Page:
A chasm instigated by technological advancements is alienating architects from the construction process. Concurrently, this detachment changes the architect's relation to material culture. The role of the maker is divided between those who design and those who fabricate, meanwhile being driven by an industry that demands inhuman speed and efficiency. In contrast, the values set forth by craft-centric ideologies oppose this model in favor of laborious care and skill. Consequently, this ideology becomes perceived as luxury, and often cast aside.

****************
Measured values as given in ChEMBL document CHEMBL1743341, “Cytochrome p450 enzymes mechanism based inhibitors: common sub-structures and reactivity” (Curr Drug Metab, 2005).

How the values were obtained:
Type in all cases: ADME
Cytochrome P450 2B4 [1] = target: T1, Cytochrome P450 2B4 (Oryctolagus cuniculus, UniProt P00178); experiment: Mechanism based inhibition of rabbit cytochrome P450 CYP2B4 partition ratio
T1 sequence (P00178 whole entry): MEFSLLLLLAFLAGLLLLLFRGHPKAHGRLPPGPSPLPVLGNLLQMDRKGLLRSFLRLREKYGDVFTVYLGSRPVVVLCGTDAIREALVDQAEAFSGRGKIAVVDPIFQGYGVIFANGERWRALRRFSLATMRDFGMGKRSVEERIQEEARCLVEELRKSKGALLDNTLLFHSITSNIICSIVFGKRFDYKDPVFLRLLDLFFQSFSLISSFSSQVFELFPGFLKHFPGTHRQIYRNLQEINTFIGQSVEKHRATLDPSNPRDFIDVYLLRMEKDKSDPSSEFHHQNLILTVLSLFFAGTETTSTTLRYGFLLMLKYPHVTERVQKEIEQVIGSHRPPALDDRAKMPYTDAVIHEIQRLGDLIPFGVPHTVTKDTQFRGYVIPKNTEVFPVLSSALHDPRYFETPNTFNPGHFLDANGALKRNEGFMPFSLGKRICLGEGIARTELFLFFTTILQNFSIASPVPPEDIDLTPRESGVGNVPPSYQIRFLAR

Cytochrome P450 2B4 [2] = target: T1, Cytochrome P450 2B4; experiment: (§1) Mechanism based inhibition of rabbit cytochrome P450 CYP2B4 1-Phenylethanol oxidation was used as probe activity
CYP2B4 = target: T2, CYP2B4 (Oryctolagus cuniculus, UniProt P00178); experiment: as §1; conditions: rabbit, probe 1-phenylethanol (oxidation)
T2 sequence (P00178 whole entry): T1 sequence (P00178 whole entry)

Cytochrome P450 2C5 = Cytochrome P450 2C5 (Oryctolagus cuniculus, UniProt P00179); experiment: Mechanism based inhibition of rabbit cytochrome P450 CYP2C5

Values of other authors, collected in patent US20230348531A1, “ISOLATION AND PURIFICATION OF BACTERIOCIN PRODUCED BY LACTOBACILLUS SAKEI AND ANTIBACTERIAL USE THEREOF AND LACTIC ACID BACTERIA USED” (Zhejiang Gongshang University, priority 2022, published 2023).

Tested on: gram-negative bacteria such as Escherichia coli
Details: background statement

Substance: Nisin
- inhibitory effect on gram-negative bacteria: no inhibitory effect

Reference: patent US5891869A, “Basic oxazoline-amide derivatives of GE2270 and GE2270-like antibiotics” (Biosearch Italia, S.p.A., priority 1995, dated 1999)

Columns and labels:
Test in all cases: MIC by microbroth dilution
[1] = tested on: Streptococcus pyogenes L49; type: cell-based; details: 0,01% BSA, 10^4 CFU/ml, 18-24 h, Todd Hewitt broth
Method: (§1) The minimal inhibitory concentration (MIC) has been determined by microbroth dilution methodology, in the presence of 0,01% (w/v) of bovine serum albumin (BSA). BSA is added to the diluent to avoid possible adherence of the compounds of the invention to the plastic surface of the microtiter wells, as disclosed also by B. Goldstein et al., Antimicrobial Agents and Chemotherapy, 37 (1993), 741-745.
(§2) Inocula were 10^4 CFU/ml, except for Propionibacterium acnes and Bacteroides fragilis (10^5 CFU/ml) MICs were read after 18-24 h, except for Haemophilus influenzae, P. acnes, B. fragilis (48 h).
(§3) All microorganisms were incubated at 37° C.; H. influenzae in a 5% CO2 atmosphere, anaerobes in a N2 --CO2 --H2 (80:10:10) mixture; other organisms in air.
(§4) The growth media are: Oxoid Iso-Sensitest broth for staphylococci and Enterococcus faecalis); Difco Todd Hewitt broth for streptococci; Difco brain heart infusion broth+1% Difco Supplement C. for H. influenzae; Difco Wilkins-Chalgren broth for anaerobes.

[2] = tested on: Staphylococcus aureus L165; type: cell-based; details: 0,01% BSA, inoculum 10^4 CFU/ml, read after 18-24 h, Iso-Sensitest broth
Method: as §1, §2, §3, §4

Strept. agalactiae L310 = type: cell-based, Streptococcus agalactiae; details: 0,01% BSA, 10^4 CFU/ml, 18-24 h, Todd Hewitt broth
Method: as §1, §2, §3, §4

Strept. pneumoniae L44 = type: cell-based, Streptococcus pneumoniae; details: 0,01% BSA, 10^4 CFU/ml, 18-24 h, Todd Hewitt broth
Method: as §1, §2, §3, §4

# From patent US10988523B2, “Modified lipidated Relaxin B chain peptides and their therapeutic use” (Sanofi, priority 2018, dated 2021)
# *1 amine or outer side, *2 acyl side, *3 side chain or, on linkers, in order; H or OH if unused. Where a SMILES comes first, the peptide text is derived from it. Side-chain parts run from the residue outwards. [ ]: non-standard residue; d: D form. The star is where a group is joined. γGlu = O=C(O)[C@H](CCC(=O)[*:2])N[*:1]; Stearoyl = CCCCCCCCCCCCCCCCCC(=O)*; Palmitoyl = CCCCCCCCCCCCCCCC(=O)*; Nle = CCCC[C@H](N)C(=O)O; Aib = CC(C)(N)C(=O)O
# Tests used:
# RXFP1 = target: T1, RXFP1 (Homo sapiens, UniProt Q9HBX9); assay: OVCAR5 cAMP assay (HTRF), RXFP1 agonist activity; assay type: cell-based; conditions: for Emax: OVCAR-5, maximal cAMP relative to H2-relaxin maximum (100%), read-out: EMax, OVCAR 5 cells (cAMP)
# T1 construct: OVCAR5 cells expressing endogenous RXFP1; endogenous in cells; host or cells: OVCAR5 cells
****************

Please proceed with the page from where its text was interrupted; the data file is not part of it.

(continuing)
Navigating this landscape, I begin to question the role of making within architecture. Do ideas of craft maintain relevance in a technological era? Are our tools becoming so complex that they enslave those they were meant to empower? Through research into how craft and tools exist today, this thesis aims to redefine fundamental values in making-culture by engaging acts of critical observation and experiential making.